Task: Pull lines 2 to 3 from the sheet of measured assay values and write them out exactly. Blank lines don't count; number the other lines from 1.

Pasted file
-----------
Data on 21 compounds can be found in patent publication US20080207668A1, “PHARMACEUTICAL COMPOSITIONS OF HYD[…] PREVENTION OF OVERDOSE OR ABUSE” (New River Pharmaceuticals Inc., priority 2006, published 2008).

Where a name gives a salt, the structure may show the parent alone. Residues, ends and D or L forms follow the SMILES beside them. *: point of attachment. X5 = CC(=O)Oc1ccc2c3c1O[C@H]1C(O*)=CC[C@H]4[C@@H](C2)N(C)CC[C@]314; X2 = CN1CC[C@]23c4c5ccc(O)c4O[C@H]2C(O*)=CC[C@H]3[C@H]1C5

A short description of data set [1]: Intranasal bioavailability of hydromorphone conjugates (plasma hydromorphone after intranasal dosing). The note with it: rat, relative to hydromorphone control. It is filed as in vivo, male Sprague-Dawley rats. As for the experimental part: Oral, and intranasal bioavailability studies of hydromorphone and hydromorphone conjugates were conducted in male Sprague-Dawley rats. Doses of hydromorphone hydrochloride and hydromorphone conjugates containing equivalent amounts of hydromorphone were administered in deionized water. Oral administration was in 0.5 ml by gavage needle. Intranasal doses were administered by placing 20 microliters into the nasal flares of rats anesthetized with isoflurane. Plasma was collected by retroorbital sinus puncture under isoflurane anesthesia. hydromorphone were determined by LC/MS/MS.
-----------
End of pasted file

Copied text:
Where a name gives a salt, the structure may show the parent alone. Residues, ends and D or L forms follow the SMILES beside them. *: point of attachment. X5 = CC(=O)Oc1ccc2c3c1O[C@H]1C(O*)=CC[C@H]4[C@@H](C2)N(C)CC[C@]314; X2 = CN1CC[C@]23c4c5ccc(O)c4O[C@H]2C(O*)=CC[C@H]3[C@H]1C5

A short description of data set [1]: Intranasal bioavailability of hydromorphone conjugates (plasma hydromorphone after intranasal dosing). The note with it: rat, relative to hydromorphone control. It is filed as in vivo, male Sprague-Dawley rats. As for the experimental part: Oral, and intranasal bioavailability studies of hydromorphone and hydromorphone conjugates were conducted in male Sprague-Dawley rats. Doses of hydromorphone hydrochloride and hydromorphone conjugates containing equivalent amounts of hydromorphone were administered in deionized water. Oral administration was in 0.5 ml by gavage needle. Intranasal doses were administered by placing 20 microliters into the nasal flares of rats anesthetized with isoflurane. Plasma was collected by retroorbital sinus puncture under isoflurane anesthesia. hydromorphone were determined by LC/MS/MS.